Community service does not only have a profound impact on our community, but the impact it has on the individual people is even greater. The concept of community service has always been something that I grew up with, and with me being older now I understand the importance of it for society. Community service is not just words, but an opportunity in life to contribute one’s time to helping others and making a difference in society; and thus, a better place to live for all. I remember firsthand watching my parents struggle to provide a good life for me, and it took a lot for them to just put food on the table for my sister and I. Through hard work my parents are now providing a very nice and comfortable life for me.

Rotary has been serving the humanity for the last 117 years. The Rotary club of Branchburg established in 1988 has been one of the leading Rotary club serving its community and communities around the world for the last 33 years.

Last week, the Rotary of Branchburg gave me a chance to volunteer to distribute fresh food and other items to needy community in Bound Brook. I had never heard of Rotary and through my parents contact, I was be able to do a community service. It was amazing to connect with so many people that had the same goal as me, which was simply to give back to the people that are less fortunate. I had opportunity to experience real “Altruism in Action.”

“I was moved to see how parents and children able to grab essential products for their families, seeing their faces light up lets me know that I want to do this for a very long time.”

Mathews Lopes, Old Bridge High School student.

It was also awesome to shadow people like Mr. Joe Horner, Bill Stabile and Dr. Tulsi R. Maharjan and see what it’s like to lead a group of special individuals and have them perform to their best capabilities in giving back to the people. I suddenly came to realize truly the Rotary’s motto “Service Above Self.” and Rotary’s various themes “

I look forward to continuing my work with the Rotary and Rotarians from Rotary district 7475, and I look forward to seeing what’s in store for the future!. Thank you for the opportunity to experience personally Rotary’s “Humanity in Motion.”

My reflection on “World Peace Day – May Peace Prevail on Earth.”

By: Ritee Karmacharya

Our 12th Annual International Peace Day – “Buddha’s Birthday Celebration” will take place on May 7, 2022. Please join us. This is a collaborative project of the Somerset County Cultural Diversity Coalition and many community organizations. If you like to be a sponsor of this event, please let us know. http://www.sccdiversity.com

This is a prayer we each chanted into a microphone while waving all the flags of the world in the air at an annual International Peace Day event organized by the FONNJ (Friends of Nepal New Jersey), Rotary District 7475, Somerset County Cultural Diversity Coalition and the New Jersey Buddhist Vihara.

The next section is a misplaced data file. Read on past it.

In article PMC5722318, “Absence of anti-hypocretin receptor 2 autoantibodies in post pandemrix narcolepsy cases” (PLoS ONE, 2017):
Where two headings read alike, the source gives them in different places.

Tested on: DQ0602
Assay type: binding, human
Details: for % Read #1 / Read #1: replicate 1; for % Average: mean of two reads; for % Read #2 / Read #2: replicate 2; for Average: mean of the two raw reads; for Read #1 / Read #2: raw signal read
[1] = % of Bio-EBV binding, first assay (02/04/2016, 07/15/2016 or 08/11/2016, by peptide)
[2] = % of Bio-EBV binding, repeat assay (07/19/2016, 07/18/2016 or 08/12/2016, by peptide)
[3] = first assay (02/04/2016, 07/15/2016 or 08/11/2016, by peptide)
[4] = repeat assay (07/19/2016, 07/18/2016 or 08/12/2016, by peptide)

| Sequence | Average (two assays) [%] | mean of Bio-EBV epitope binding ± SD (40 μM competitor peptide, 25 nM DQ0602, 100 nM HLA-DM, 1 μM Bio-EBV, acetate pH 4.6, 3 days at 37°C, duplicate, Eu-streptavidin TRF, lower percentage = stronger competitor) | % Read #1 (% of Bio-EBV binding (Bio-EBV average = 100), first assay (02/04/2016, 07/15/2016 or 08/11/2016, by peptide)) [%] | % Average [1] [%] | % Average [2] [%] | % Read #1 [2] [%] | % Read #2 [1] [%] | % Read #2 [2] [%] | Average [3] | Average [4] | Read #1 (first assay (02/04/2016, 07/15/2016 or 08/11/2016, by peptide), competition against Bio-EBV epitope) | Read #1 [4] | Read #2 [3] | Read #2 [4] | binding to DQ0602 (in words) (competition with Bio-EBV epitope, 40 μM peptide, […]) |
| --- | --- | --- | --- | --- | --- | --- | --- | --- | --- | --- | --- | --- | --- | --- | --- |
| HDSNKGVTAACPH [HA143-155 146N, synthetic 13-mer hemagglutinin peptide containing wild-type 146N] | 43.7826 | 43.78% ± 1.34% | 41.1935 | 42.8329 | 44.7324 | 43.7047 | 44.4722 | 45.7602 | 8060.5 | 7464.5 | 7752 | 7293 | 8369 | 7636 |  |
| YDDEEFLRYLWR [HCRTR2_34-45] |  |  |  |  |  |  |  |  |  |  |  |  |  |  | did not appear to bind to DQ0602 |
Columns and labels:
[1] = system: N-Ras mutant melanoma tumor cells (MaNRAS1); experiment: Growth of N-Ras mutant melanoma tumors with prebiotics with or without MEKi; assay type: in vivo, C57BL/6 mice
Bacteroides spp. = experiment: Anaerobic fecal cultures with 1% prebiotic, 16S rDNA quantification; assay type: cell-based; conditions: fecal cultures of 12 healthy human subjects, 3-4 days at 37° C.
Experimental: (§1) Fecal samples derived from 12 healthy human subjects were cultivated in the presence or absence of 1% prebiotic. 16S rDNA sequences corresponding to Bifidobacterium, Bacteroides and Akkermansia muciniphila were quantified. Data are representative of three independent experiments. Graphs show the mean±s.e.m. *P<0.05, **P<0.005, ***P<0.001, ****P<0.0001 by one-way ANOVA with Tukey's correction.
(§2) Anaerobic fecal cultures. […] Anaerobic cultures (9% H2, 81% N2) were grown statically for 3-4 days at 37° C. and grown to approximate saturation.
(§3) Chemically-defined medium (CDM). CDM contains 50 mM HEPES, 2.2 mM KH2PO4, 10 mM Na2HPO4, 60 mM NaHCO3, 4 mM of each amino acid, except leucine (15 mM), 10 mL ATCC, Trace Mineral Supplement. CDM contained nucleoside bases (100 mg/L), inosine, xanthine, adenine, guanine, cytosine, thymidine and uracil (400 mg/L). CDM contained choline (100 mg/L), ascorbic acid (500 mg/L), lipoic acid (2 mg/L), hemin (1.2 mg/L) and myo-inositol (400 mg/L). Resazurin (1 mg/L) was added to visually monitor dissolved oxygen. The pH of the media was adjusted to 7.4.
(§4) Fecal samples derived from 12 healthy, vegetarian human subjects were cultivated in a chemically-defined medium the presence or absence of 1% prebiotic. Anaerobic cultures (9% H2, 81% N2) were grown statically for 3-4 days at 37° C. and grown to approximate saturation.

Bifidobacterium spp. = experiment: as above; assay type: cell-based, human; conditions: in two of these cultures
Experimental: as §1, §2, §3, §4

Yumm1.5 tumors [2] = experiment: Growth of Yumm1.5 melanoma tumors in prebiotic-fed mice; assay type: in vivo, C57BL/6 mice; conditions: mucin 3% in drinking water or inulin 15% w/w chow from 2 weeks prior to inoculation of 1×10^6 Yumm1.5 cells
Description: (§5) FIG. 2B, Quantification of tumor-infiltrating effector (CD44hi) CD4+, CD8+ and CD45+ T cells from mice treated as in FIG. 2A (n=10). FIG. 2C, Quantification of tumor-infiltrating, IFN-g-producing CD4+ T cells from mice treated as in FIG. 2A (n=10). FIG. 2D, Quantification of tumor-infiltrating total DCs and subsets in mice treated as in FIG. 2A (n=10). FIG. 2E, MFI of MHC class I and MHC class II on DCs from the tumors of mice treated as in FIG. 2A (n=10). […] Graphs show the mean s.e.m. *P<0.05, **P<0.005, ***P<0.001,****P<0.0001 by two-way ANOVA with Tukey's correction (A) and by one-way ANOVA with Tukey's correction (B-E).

People said the prayer in any language they preferred. Whether someone said it in English, in Spanish, in French, in Chinese, in Hindi, in Nepali, or any other language, it ultimately means the same thing. “May peace prevail”. These three simple words that convey a powerful message for everyone who participated in this event. This prayer is a vision and a powerful tool for healing our people, our states, our countries, our planet, our universe, and most importantly, our minds.

PEACE DAY Celebration 2016


“The main reason a “World Peace Day” celebration is to bring people of all races together as one and share the unique attributes of each country. There were a variety of performances presented during the event; the singing of national anthems, reciting prayers of different religions, singing songs in different languages, and many other distinctive portrayals”.

Dr. Tulsi R. Maharjan

Participants also had an opportunity to taste food from around the world. A mixture of different foods, ranging from Italian dishes to Indian sweets. Everyone had a chance to light a candle to pray for the world. A peace walk was also arranged in the event. Dr. Maharjan struck a Tibetan Singing Bowl while everyone took a silent walk in the woods. The walk was a way to release all the tensions that you were holding, to let it all go and be in a peace of mind.


The Mayor of the Franklin Township, New Jersey also attended the event and presented proclamation to create the Franklin township “Peace Zone”. He declared the day to be World Peace Day annually in the city.


After the walk, each person attending the event was given a flag of a country and everyone walked three circles around the large statue of Lord Buddha. There was a flag for every country in the world. As everyone walked around, each person spoke a prayer for peace into a microphone. They were free to speak in any language of their preference. This celebration helped people relax and try to come at peace in their minds and with each other. This gave people time to think about their well-being and others around them.